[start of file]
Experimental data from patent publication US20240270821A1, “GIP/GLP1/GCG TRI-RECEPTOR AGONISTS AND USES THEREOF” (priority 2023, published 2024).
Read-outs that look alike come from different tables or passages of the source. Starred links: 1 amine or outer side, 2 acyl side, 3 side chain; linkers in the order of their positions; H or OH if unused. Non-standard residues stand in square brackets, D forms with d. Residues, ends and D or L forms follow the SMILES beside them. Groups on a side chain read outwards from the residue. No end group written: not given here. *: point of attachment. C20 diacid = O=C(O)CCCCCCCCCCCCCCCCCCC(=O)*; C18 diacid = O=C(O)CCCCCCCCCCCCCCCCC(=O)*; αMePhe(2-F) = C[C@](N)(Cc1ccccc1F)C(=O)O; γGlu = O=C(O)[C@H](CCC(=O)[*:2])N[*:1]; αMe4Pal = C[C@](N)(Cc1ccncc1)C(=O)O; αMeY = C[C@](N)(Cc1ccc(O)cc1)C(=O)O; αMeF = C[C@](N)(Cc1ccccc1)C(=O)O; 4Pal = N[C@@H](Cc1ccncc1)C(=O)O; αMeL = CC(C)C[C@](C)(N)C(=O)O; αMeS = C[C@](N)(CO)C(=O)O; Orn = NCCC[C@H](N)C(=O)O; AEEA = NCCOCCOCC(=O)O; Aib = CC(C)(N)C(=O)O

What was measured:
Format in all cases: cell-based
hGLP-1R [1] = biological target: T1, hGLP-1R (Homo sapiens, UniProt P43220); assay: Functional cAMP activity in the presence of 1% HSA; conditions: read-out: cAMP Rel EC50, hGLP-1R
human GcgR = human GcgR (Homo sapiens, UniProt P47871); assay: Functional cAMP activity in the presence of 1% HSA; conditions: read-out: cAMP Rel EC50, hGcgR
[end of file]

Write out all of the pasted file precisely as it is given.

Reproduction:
Experimental data from patent publication US20240270821A1, “GIP/GLP1/GCG TRI-RECEPTOR AGONISTS AND USES THEREOF” (priority 2023, published 2024).
Read-outs that look alike come from different tables or passages of the source. Starred links: 1 amine or outer side, 2 acyl side, 3 side chain; linkers in the order of their positions; H or OH if unused. Non-standard residues stand in square brackets, D forms with d. Residues, ends and D or L forms follow the SMILES beside them. Groups on a side chain read outwards from the residue. No end group written: not given here. *: point of attachment. C20 diacid = O=C(O)CCCCCCCCCCCCCCCCCCC(=O)*; C18 diacid = O=C(O)CCCCCCCCCCCCCCCCC(=O)*; αMePhe(2-F) = C[C@](N)(Cc1ccccc1F)C(=O)O; γGlu = O=C(O)[C@H](CCC(=O)[*:2])N[*:1]; αMe4Pal = C[C@](N)(Cc1ccncc1)C(=O)O; αMeY = C[C@](N)(Cc1ccc(O)cc1)C(=O)O; αMeF = C[C@](N)(Cc1ccccc1)C(=O)O; 4Pal = N[C@@H](Cc1ccncc1)C(=O)O; αMeL = CC(C)C[C@](C)(N)C(=O)O; αMeS = C[C@](N)(CO)C(=O)O; Orn = NCCC[C@H](N)C(=O)O; AEEA = NCCOCCOCC(=O)O; Aib = CC(C)(N)C(=O)O

What was measured:
Format in all cases: cell-based
hGLP-1R [1] = biological target: T1, hGLP-1R (Homo sapiens, UniProt P43220); assay: Functional cAMP activity in the presence of 1% HSA; conditions: read-out: cAMP Rel EC50, hGLP-1R
human GcgR = human GcgR (Homo sapiens, UniProt P47871); assay: Functional cAMP activity in the presence of 1% HSA; conditions: read-out: cAMP Rel EC50, hGcgR